XSD Schemas for VB Developers

Authoring XSD Schemas

An XSD schema starts with a <schema> element like this:

<schema xmlns="http://www.w3.org/2001/XMLSchema">
<!-- schema content goes here -->

The XSD namespace has changed quite a bit as the XSD specification itself has evolved. In the final specification, the XSD namespace is http://www.w3.org/2001/XMLSchema. If you come across an XSD schema that’s using a different namspace, you’ll know it’s written to an older (possibly draft) version of the XSD standard.

Within a schema, you define data types and declare elements. For example, assume you have this simple XML document:


The schema would first define a type that describes the contents of the <top> element. It would then declare and element of that type:

<xsd:schema xmlns:xsd="http://www.w3.org/2001/XMLSchema">
  <xsd:complexType name=" topType">
    <xsd:element name="child1" type="xsd:string"/>
    <xsd:element name="child2" type="xsd:string"/>
<xsd:element name=" top" type=" topType"/>

<xsd:complexType> defines a data type that contains child elements and/or attributes. The <top> element contains child element so it must be a complexType. Within this complex type, we specify that there will be a sequence of child1 and child2 elements. <xsd:sequence> means the elements must appear in that order, so if the XML document had <child2> first then <child1> that would violate the sequence and would be a validation error. Using <xsd:element> we declare each of the <child1> and <child2> elements and specify their data type as xsd:string. Note the use of the xsd: namespace prefix to indicate that this is one of the XSD built-in data types.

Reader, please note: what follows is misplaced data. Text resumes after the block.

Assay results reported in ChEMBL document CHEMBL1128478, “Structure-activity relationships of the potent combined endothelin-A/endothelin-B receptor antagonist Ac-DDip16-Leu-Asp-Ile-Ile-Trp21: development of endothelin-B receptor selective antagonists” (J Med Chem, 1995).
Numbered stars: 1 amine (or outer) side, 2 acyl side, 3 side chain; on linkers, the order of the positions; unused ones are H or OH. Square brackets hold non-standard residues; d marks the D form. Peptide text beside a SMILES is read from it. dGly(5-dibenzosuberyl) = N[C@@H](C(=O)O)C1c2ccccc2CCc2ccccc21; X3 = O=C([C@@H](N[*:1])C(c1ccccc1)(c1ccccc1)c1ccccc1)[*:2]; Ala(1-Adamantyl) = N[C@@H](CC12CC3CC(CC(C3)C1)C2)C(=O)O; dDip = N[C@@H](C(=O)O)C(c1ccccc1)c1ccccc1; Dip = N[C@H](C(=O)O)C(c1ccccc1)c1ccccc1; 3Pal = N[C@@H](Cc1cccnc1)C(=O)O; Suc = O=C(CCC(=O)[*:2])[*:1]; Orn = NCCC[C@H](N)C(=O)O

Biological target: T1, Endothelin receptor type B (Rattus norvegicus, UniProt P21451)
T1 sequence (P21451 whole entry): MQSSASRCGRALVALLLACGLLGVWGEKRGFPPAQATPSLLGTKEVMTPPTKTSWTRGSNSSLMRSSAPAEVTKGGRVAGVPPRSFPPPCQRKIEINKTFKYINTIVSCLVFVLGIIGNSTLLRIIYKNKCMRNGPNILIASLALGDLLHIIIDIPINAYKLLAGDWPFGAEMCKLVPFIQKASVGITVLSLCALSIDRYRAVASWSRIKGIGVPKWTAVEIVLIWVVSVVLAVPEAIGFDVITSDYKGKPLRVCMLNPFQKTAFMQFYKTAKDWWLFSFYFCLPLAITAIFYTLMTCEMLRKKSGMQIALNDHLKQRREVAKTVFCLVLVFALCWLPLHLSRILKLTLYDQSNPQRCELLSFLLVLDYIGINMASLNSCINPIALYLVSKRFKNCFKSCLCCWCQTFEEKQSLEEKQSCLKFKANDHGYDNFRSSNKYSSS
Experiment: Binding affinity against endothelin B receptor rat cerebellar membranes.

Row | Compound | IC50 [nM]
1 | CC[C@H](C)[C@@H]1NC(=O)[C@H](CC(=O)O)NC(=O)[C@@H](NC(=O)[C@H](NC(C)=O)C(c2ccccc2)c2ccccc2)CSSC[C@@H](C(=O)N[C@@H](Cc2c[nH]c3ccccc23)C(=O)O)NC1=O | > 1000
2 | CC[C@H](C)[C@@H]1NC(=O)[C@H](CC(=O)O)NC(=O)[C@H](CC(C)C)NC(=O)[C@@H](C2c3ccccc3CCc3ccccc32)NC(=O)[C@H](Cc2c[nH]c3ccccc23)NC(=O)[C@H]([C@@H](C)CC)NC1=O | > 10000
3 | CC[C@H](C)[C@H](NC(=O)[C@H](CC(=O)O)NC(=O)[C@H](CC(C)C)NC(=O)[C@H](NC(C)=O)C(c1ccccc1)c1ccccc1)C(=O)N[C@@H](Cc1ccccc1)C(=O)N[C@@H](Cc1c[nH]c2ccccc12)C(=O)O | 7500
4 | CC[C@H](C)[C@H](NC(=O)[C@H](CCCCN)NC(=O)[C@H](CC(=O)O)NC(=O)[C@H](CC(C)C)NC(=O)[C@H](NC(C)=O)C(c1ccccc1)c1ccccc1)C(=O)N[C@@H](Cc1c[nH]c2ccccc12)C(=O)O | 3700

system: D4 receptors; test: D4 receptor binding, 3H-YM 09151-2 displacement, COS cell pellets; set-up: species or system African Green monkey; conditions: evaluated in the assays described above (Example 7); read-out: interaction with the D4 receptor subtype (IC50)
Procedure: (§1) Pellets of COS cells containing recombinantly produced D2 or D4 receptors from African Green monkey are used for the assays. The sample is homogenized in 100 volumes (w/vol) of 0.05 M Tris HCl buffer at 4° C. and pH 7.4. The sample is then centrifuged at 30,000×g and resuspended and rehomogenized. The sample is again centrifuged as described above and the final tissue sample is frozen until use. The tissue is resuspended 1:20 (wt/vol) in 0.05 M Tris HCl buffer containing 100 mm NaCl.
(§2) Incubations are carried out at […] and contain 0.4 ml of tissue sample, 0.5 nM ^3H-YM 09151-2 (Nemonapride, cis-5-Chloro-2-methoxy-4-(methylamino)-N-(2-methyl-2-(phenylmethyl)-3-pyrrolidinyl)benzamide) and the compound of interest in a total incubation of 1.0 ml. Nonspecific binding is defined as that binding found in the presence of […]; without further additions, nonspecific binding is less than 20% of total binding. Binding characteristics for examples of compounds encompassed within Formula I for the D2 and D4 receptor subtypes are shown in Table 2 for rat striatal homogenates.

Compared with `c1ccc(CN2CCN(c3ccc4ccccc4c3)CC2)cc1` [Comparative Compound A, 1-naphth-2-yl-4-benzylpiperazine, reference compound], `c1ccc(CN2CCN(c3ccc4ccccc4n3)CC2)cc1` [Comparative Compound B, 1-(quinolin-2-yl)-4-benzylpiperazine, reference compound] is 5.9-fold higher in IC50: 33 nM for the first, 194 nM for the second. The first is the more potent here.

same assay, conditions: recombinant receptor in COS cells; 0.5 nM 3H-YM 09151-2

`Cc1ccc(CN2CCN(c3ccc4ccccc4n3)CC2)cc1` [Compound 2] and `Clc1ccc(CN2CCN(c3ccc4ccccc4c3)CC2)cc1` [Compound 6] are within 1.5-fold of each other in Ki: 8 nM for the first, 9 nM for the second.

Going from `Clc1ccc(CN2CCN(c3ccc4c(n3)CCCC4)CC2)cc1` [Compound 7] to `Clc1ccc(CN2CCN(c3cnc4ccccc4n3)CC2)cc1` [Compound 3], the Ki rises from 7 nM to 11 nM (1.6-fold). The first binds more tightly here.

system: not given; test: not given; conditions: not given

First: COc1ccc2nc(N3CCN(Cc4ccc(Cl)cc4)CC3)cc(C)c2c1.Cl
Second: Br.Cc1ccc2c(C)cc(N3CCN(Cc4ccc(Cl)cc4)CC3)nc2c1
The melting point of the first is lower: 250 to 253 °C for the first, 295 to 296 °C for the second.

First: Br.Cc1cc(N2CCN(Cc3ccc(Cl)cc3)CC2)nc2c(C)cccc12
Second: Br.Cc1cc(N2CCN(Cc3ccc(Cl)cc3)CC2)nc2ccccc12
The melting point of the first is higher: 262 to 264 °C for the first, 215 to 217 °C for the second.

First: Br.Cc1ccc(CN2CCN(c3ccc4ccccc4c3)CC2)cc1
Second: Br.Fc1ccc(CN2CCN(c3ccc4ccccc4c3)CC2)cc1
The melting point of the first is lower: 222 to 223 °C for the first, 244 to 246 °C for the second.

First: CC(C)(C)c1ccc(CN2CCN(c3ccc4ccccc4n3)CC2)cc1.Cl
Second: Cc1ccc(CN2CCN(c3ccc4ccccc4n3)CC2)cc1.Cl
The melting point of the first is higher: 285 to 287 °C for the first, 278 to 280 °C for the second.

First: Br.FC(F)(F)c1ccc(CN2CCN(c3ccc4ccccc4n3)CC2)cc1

Now that we have defined the data type that describes our <top> element, we can declare the element itself using <xsd:element>. Note that we specify its type as topType which is the name we used for the complexType.

The basics of creating XSD schemas are: First define your data types then declare elements of those types. Lets take a look at some real-world examples.

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About the author

Yasser Shohoud United States

Yasser started programming at the age of 12 when he wrote his first text-based game on a Commodore PET. He's since moved to IBM mainframes then to Microsoft technologies and has worked as System...

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